But the strangest problem I had came from Expedia. They helpfully sent me an e-mail telling me that my flight home this Thursday from Detroit was canceled. That’s news I certainly wanted to get, and I dutifully called Expedia at the number they sent in the e-mail. After waiting for several minutes, I explained the whole thing to an Expedia representative. He verified my identity, located the reservation, began to check out the problem, and then stopped dead in his tracks. He could not help me because I am an Elite Expedia member.

This had happened to me before with Expedia. They have given me preferred status, but the way it plays out is that it takes longer than it used to because I call the wrong number first. The reason that I call the wrong number is because they put the wrong number in the e-mail. If they want me to call the Elite number, then they should put it in the e-mail.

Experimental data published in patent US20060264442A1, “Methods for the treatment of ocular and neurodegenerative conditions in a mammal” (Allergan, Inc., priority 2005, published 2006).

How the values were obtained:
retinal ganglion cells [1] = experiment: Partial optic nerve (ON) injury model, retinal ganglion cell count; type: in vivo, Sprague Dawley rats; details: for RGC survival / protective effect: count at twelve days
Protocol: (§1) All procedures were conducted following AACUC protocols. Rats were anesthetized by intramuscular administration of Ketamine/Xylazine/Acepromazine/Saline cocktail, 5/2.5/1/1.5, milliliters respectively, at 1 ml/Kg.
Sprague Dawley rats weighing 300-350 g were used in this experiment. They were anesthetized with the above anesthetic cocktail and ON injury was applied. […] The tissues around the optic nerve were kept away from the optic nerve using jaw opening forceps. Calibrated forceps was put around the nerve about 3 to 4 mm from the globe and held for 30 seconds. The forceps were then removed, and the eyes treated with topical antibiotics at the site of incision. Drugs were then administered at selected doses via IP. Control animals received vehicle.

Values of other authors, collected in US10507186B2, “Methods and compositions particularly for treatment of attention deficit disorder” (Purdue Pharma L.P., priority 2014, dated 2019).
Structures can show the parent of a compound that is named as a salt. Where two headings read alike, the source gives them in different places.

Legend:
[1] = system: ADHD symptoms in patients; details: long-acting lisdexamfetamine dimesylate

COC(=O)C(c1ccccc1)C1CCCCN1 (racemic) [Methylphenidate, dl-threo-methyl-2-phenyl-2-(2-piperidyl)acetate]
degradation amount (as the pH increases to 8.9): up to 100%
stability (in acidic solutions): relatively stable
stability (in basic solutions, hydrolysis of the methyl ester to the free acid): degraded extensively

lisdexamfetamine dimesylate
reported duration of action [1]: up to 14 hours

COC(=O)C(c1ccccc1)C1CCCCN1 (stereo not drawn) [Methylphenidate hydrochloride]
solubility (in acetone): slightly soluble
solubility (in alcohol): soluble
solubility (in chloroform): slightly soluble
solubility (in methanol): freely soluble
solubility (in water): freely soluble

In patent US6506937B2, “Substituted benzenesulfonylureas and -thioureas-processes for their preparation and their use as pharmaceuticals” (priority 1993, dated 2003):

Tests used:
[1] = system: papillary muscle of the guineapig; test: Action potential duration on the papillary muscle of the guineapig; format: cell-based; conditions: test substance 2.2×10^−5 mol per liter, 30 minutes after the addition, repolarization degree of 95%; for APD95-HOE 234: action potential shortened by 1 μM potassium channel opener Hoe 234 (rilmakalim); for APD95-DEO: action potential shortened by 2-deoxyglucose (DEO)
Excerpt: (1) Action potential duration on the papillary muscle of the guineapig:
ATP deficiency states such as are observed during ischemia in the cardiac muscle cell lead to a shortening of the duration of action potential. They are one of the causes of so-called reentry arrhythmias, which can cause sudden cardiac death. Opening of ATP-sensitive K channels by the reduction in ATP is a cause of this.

But if I do call the wrong number, why don’t the help me anyway? What’s the point of transferring me to another queue where I wait again and then have to explain the problem all over again. Who does this make feel special, exactly?

I want to be very clear here. I am not upset that airlines are adding power outlets to their seats or upgrading me to first class. I am happy the hotels are trying to provide wireless Internet access. And, sure, being an elite Expedia customer is probably great, even though I don’t know exactly how. I am sure that Expedia is trying to make this a good thing.

But trying isn’t enough.

The problem with too many of these great ideas is that the follow through isn’t there. And when you add up all of these promises unfulfilled, you end up with the frustrating travel experience that so many of us live with. And, dare I say it, your customer experience could be the same.